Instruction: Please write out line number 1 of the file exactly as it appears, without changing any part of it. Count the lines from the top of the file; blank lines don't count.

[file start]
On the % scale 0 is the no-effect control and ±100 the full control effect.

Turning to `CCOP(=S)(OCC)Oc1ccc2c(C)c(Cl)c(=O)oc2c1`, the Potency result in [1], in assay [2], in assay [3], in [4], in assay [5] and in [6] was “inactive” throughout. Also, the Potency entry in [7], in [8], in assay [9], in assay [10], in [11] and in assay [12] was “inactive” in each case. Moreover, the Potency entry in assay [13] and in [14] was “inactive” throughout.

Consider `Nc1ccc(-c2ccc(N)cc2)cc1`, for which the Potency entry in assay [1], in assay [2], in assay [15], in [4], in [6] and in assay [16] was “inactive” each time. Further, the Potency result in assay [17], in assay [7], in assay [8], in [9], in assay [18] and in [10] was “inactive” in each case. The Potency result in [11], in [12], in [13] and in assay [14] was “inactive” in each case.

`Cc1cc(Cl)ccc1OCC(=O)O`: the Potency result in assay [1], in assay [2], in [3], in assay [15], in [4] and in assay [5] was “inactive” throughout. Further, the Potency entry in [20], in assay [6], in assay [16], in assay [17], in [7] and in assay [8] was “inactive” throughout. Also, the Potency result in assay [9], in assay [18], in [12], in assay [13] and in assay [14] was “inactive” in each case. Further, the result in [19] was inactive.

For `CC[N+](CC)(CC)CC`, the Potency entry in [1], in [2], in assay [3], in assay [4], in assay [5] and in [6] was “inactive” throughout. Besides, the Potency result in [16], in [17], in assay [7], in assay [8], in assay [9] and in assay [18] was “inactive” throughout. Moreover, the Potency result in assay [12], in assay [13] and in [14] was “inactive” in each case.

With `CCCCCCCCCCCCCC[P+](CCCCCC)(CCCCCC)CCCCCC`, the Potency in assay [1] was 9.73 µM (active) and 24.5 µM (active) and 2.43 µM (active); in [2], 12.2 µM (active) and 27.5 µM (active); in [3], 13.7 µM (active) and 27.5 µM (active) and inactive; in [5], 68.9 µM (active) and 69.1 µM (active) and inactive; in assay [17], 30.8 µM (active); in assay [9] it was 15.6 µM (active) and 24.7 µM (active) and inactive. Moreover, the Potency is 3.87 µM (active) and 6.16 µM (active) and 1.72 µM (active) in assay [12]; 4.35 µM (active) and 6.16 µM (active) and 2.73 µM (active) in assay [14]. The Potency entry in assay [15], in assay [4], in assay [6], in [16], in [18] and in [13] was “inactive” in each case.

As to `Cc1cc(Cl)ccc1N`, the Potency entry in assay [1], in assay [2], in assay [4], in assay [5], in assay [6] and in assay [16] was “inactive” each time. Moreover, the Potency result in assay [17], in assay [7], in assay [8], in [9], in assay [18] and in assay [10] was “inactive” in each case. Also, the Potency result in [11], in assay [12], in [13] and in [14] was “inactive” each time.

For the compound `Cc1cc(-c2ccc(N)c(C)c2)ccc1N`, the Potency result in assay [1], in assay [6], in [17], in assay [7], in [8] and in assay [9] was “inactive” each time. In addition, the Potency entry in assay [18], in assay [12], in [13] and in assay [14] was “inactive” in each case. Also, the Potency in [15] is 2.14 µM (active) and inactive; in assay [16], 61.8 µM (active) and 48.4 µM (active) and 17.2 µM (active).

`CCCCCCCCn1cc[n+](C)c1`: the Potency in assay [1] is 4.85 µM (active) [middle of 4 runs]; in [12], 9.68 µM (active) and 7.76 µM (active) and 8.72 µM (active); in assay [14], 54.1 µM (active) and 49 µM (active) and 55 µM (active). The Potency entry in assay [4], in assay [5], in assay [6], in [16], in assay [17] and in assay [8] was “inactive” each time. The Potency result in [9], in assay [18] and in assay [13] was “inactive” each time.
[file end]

On the % scale 0 is the no-effect control and ±100 the full control effect.